Text supplied by Shaun Lockyer Architects
Projects undertaken by Shaun Lockyer Architects have a focus on modernist architecture that connects people and place.
This project was born out of a remnant of a Robin Gibson cottage that existed on the site. The design, inspired by the work of both Gibson (and Neutra in turn) is a contemporary re‐interpretation of the modernist language.
The planning is defined by stone blades that bisect the house and delineate living zones and pavilions. The house enjoys a long, linear plan with all rooms designed to soak up winter sun.
A 25m pool defines the northern edge of the property and is bookended with dramatic outdoor living areas, both enjoying tall volumes and fireplaces. A turf roof covers the garaging and allows the house to ground itself into the existing contour of the land. A natural palette of zinc, tallowwood, slate, and travertine create a robust aesthetic that aims toward a timeless architecture.
The old Gibson cottage was a well‐known structure along Moggil Road that resonated with people irrespective of their architectural understanding. The continued dialogue of this language of architecture and the sustained existence of a stone pavilion in the original location maintains the houses place in local’s memory.
In addition to this, the boundary fencing has been pulled back off the street to give over a significant landscape zone to the public realm, and in so doing maintains the sense of the house as a pavilion in the landscape.
The new guest pavilion sits on the original footprint of the Gibson cottage and re‐uses the original stone (as has been preserved in every location possible). In addition to this, the original structural language and methods have been reinterpreted into a contemporary equivalent while avoiding mimicry of any form.
The planning of the house is all about functional living (therefore zoned for family living) while equally prioritizing solar orientation (and view). To this end, the linear nature of the house addresses and responds to both of these agendas.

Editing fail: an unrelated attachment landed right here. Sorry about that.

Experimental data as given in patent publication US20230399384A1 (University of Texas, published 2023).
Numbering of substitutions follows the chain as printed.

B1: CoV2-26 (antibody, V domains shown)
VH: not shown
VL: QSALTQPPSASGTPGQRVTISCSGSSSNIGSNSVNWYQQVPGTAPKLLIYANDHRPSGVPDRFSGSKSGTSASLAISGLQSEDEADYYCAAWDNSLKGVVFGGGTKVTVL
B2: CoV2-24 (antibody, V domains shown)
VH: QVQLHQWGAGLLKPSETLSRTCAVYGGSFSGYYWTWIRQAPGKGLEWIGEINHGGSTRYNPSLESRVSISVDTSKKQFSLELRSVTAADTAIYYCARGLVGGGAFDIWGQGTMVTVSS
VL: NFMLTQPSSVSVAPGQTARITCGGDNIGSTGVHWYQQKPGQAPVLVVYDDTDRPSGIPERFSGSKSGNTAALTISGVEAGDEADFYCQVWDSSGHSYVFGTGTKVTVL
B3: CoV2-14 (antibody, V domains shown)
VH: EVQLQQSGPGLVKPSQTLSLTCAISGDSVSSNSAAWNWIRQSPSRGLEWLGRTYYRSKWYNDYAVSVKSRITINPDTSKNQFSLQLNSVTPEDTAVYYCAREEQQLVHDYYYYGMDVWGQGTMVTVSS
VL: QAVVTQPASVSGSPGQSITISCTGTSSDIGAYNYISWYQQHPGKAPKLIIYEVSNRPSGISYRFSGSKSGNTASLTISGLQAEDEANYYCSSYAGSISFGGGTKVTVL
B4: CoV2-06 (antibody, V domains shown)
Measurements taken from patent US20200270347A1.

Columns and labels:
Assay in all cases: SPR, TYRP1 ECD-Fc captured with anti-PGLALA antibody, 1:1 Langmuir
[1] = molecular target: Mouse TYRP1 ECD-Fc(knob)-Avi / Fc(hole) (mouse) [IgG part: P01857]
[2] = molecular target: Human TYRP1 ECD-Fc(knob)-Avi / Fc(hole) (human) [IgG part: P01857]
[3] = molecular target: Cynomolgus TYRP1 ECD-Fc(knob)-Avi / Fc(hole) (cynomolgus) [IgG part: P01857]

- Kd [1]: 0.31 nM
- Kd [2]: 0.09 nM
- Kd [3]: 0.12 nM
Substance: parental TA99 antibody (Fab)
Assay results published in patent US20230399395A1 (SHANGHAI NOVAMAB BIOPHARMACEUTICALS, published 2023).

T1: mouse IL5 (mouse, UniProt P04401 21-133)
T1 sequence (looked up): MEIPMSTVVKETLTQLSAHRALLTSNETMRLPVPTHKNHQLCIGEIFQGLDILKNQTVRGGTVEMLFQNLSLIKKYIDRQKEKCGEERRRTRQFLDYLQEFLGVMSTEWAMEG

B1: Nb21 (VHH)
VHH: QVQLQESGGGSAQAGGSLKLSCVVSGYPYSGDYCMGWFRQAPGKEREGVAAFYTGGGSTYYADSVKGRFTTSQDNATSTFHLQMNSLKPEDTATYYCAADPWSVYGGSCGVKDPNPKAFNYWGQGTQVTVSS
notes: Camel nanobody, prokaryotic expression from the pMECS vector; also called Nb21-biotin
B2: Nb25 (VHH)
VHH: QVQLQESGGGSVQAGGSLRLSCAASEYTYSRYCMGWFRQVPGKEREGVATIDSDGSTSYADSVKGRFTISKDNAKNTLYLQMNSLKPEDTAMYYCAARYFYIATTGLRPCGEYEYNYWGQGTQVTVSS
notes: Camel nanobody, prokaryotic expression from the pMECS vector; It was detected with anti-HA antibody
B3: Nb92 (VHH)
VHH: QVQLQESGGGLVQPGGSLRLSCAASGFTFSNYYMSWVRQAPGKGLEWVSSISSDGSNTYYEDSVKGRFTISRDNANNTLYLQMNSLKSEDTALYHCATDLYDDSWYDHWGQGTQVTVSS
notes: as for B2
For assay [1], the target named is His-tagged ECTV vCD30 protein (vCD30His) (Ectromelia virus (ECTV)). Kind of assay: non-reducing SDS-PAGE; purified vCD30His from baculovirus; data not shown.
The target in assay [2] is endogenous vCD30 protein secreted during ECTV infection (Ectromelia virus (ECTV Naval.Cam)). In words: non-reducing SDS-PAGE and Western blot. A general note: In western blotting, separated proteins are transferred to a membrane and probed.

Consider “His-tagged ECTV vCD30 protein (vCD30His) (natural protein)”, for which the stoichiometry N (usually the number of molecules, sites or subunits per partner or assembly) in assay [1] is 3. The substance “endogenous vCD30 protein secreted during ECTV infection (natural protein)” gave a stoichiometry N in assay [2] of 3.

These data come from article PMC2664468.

The structural method, integration of stone masons and landscape design are key aspects of the design and were considered from the outset, as was the environmental design strategy.
One Wybelenna, while a luxury house, has a strong sustainability agenda. Apart from the obvious ‘first principal’ approach to the design with regards to northern sun, cross flow ventilation and thermal mass, a number of more sophisticated ideas have been incorporated.
The house has been thermally engineered and wind patterns mapped, turf roofs as well as 140,000L of water (in the reused shell of the old swimming pool), 15kw of solar power, recycled timber (and some of the stone) and low‐e glass. 300 additional trees have also been planted in the waterway area.
The old Gibson cottage was a well‐known structure along Moggil Road that resonated with passers‐by. The “sustained existence” of a stone pavilion in Gibson’s original location maintains the houses place in the local’s memory. Boundary fencing has also been pulled back off the street to give over a significant landscape zone to the public realm.
The clients were particularly concerned with preservation of habitat and reuse of original site materials whilst maintaining a contemporary, reinterpretation of the original architecture. To this end, the original swimming pool was reused as a water tank and all of the existing stone was reclaimed.
The turf roof provides an ongoing habitat for a plover (native bird species) family originally occupying the site, whilst simultaneously reducing glare and allowing the house to merge within the preserved landscape.